I would suggest, however, that Werbner’s hermeneutic approach is still rooted in the same pragmatic, phenomenological, and existential ideas associated with the so-called practice approach to divination, an approach I espoused in Along an African border (Silva 2011). In basket divination, the existential movement from darkness to clarity, and inertia to resolution is effected through the divination speech itself, a poetic speech rich in metaphorical allusion and innuendo. The delivery of truth requires a rejoining of epistemology and interpretation, knowledge and the verbal arts. It is therefore not surprising that both basket diviners and wisdom diviners cultivate a poetic imagination. In both cases, as Werbner writes a propos of wisdom divination, “the poetic imagination reaches beyond itself; the practical is powerfully infused with the poetic, and their separation overcome. This creative fusion confers knowledge not for its own sake, but for the even more highly valued pursuit of well-being in one’s destiny and with that, prosperity” (2015: 305). If anything, the diviner’s hermeneutics helps facilitate this creative fusion, enriching our understanding of divination as both text and healing.

Werbner ends his book by placing wisdom divination along a spectrum of African divination systems. In his model, mimetic or analogic techniques in which small things are shuffled in a container, such as basket divination, are distinguished from textual systems in which a rich oral archive is under the care and protection of an intelligentsia, such as Ifa in Nigeria. Along this spectrum, wisdom divination is located in the middle, sharing mimetic elements with basket divination, and a formal archive of poetic verse with Ifa. Werbner’s classification of the divinatory arts by technique—tactile, mimetic, and textual—is original and thought provoking. It also helps scholars of divination to place specific divination techniques in a broader context, bringing up new questions for debate.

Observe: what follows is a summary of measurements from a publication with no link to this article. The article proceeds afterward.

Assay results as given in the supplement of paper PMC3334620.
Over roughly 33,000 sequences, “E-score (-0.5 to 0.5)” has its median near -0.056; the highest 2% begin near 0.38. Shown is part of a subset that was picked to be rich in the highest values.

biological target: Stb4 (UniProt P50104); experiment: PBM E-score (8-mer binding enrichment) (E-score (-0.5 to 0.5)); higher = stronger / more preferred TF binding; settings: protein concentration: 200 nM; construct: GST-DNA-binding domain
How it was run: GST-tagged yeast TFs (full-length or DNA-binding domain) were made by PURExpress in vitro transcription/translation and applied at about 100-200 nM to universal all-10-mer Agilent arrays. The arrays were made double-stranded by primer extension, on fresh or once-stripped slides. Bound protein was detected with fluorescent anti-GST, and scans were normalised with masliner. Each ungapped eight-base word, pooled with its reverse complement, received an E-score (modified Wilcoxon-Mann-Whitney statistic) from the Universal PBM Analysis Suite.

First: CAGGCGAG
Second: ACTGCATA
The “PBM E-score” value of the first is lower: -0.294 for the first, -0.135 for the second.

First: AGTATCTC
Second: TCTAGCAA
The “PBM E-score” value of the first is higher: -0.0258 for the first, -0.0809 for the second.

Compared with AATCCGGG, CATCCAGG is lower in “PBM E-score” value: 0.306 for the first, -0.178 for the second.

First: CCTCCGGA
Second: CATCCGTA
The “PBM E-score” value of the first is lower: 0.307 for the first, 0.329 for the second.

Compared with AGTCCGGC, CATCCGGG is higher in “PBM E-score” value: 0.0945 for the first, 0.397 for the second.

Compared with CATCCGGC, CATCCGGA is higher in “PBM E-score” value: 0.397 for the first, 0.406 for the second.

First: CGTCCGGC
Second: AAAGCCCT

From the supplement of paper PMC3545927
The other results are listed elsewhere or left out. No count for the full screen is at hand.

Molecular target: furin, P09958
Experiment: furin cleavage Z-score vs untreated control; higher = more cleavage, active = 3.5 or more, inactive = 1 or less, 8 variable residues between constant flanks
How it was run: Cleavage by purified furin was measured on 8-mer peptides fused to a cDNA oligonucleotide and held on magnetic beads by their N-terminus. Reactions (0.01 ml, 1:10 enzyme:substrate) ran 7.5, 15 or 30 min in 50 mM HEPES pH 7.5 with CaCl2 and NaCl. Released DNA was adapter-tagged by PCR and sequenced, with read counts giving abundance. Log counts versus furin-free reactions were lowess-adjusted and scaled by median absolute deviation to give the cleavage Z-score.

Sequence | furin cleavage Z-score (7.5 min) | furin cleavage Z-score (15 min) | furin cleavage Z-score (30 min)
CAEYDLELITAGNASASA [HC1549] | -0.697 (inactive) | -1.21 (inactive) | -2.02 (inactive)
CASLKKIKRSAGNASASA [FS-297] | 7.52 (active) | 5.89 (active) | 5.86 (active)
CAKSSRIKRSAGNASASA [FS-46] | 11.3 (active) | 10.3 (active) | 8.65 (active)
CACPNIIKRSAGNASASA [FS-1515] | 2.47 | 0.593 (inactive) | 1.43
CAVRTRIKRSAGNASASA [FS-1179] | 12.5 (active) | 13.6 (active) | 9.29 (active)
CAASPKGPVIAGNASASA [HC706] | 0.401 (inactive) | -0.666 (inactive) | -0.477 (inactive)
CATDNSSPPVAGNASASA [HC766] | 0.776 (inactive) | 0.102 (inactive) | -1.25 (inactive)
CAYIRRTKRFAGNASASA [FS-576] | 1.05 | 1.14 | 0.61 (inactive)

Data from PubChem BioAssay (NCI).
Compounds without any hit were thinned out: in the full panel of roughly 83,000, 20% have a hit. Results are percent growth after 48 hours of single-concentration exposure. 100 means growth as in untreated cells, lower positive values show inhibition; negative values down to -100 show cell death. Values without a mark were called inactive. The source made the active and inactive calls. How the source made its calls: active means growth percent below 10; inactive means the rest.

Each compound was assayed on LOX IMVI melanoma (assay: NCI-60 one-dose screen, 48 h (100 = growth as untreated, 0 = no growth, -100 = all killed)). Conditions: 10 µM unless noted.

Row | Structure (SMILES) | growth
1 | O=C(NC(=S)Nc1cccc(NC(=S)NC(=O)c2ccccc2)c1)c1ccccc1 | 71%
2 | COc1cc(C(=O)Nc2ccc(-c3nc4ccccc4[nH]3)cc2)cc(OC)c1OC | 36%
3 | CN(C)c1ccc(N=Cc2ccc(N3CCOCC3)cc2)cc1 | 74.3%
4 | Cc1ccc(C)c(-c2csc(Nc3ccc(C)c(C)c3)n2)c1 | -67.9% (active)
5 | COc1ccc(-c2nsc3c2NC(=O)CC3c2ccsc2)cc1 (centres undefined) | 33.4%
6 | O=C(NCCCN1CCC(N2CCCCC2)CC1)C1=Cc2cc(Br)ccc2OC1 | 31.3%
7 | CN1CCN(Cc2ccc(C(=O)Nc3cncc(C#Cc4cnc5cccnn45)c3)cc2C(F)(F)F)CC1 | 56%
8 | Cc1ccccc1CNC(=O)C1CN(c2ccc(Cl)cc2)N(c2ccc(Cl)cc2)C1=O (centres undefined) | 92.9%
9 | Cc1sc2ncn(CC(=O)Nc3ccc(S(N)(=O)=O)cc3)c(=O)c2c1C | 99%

Based on my research in Zambia, I would describe basket divination as a hybrid technique. Basket divination is both mimetic and textual. I would also suggest that we slightly modify Werbner’s spectrum by placing, at one end, tactile or sensory divination (word-free divination) and, at the other end, textual divination (word-heavy divination). Basket divination would lie somewhere in the middle of this modified spectrum. Basket divination is both sensory (because the diviners feel pain in their heart when the truth emerges inside the basket) and textual. In comparison with wisdom divination, basket divination lacks a formal archive that holds up independently of its enactment in particular séances. Yet this fact does not compromise its textuality and poesis. In other words, while textual traditions vary in their degree of formality, archival weight, and professionalization, they all rely on a conventional speech to reveal truthful messages. The category of the textual should signal the point along the sensory-textual spectrum in which speech is no longer a simple means to communicate, as in tactile divination, but takes up a performative and constitutive role. In order to enable a movement from darkness to clarity, the basket diviner draws on a conventional, highly metaphoric speech full [429]of poetic imagery. In addition, he also draws on the thirty or so divinatory pieces inside his basket, the small things that Werbner calls mimetic analogs. While the creative interplay between microdramatics and poetics occurs in both wisdom and basket divination, the cultural tendency toward formalization and crystallization has developed differently in both cases. Wisdom diviners have created an archive of archaic praise poetry that extends across much of Southern Africa. Basket diviners have assembled a treasure of small, meaningful things that is widely shared in the Congo region.